3 13. A randomly selected sample of 400 students at a university with 15week semesters was asked whether or not they think the semester should be shortened to 14 weeks (with longer classes). Fortysix percent (46%) of the 400 students surveyed answered "yes." Which one of the following statements about the number 46% is correct? A. It is a sample statistic. B. It is a population parameter. C. It is a margin of error. D. It is a standard error. 14. Which of the following examples involves paired data? A. A study compared the average number of courses taken by a random sample of 100 freshmen at a university with the average number of courses taken by a separate random sample of 100 freshmen at a community college. B. A group of 100 students were randomly assigned to receive vitamin C (50 students) or a placebo (50 students). The groups were followed for 2 weeks and the proportions with colds were compared. C. A group of 50 students had their blood pressures measured before and after watching a movie containing violence. The mean blood pressure before the movie was compared with the mean pressure after the movie. D. None of the above. 15. A poll is done to estimate the proportion of adult Americans who like their jobs. The poll is based on a random sample of 400 individuals. What is the conservative margin of error of this poll? A B C D The expected value of a random variable is the A. value that has the highest probability of occurring. B. mean value over an infinite number of observations of the variable. C. largest value that will ever occur. D. most common value over an infinite number of observations of the variable. 17. The payoff (X) for a lottery game has the following probability distribution. X = payoff $0 $5 probability A. What is the expected value of X= payoff? B. $0 C. $0.50 D. $1.00 E. $ Which one of these variables is a continuous random variable? A. The time it takes a randomly selected student to complete an exam. B. The number of tattoos a randomly selected person has. C. The number of women taller than 68 inches in a random sample of 5 women. D. The number of correct guesses on a multiple choice test.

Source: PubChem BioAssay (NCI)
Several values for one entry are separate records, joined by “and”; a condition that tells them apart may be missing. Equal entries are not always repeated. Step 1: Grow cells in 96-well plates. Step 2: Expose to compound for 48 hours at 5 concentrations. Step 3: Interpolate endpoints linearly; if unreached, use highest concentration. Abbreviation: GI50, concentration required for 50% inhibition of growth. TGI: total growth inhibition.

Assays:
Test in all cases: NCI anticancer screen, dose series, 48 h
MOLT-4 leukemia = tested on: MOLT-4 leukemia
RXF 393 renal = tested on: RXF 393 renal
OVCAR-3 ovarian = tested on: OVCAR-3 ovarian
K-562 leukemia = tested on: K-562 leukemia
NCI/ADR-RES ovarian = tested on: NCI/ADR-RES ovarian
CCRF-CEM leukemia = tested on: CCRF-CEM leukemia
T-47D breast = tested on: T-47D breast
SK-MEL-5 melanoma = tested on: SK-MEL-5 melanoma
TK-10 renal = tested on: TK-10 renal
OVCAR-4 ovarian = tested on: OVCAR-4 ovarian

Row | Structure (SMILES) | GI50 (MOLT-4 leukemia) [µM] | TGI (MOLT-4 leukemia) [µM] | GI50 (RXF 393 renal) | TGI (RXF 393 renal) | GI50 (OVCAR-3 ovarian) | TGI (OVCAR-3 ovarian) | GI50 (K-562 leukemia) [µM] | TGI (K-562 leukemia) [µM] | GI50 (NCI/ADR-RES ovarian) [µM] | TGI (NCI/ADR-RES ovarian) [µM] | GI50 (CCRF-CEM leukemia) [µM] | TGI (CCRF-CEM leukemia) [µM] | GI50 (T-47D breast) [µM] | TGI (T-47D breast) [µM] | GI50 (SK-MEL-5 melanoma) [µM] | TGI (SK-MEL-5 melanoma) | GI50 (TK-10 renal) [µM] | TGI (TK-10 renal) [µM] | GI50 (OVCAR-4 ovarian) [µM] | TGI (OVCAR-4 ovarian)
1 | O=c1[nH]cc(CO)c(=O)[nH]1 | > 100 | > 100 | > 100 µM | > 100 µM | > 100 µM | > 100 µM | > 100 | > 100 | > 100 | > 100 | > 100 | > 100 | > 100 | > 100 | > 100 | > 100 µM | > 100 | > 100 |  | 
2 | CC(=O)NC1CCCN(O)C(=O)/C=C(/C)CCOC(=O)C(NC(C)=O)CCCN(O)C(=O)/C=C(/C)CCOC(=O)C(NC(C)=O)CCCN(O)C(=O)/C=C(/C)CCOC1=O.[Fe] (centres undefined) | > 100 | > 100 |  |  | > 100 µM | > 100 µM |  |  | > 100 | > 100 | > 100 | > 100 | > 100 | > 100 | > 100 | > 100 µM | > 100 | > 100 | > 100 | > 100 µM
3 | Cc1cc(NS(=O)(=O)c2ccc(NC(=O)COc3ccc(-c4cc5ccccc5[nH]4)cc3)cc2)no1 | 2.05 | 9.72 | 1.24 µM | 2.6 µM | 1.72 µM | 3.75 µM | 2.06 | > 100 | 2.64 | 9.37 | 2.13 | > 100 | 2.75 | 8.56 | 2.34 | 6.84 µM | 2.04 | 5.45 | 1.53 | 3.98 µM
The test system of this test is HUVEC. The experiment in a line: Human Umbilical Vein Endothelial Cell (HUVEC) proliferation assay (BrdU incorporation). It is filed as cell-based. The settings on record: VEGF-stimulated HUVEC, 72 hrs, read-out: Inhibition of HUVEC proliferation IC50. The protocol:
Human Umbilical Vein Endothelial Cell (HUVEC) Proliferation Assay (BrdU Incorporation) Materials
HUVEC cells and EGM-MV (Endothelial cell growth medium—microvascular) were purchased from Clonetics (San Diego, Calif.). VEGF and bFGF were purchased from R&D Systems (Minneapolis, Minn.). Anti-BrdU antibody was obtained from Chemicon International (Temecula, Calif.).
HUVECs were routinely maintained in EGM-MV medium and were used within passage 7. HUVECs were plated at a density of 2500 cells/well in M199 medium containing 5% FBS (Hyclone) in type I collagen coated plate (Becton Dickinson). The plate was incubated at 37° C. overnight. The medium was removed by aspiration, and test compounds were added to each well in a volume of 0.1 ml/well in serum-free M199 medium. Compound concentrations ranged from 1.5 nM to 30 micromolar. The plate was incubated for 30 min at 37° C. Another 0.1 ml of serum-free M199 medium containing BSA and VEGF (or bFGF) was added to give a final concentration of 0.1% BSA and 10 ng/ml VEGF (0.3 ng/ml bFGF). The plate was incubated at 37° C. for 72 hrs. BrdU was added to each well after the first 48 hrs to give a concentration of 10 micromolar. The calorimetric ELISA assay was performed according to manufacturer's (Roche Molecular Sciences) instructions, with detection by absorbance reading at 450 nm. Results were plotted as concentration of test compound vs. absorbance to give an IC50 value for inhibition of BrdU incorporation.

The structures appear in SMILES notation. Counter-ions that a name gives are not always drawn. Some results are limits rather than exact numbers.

4 19. Heights of college women have a distribution that can be approximated by a normal curve with a mean of 65 inches and a standard deviation equal to 3 inches. About what proportion of college women are between 65 and 67 inches tall? A B C D Which one of these variables is a binomial random variable? A. time it takes a randomly selected student to complete a multiple choice exam B. number of textbooks a randomly selected student bought this term C. number of women taller than 68 inches in a random sample of 5 women D. number of CDs a randomly selected person owns 21. Suppose that vehicle speeds at an interstate location have a normal distribution with a mean equal to 70 mph and standard deviation equal to 8 mph. What is the zscore for a speed of 64 mph? A B C. 6 D Pulse rates of adult men are approximately normal with a mean of 70 and a standard deviation of 8. Which choice correctly describes how to find the proportion of men that have a pulse rate greater than 78? A. Find the area to the left of z = 1 under a standard normal curve. B. Find the area between z = 1 and z = 1 under a standard normal curve. C. Find the area to the right of z =1 under a standard normal curve. D. Find the area to the right of z = 1 under a standard normal curve. 23. The probability is p = 0.80 that a patient with a certain disease will be successfully treated with a new medical treatment. Suppose that the treatment is used on 40 patients. What is the "expected value" of the number of patients who are successfully treated? A. 40 B. 20 C. 8 D Suppose that a quiz consists of 20 TrueFalse questions. A student hasn't studied for the exam and will just randomly guesses at all answers (with True and False equally likely). How would you find the probability that the student will get 8 or fewer answers correct? A. Find the probability that X=8 in a binomial distribution with n = 20 and p=0.5. B. Find the area between 0 and 8 in a uniform distribution that goes from 0 to 20. C. Find the probability that X=8 for a normal distribution with mean of 10 and standard deviation of 5. D. Find the cumulative probability for 8 in a binomial distribution with n = 20 and p = 0.5.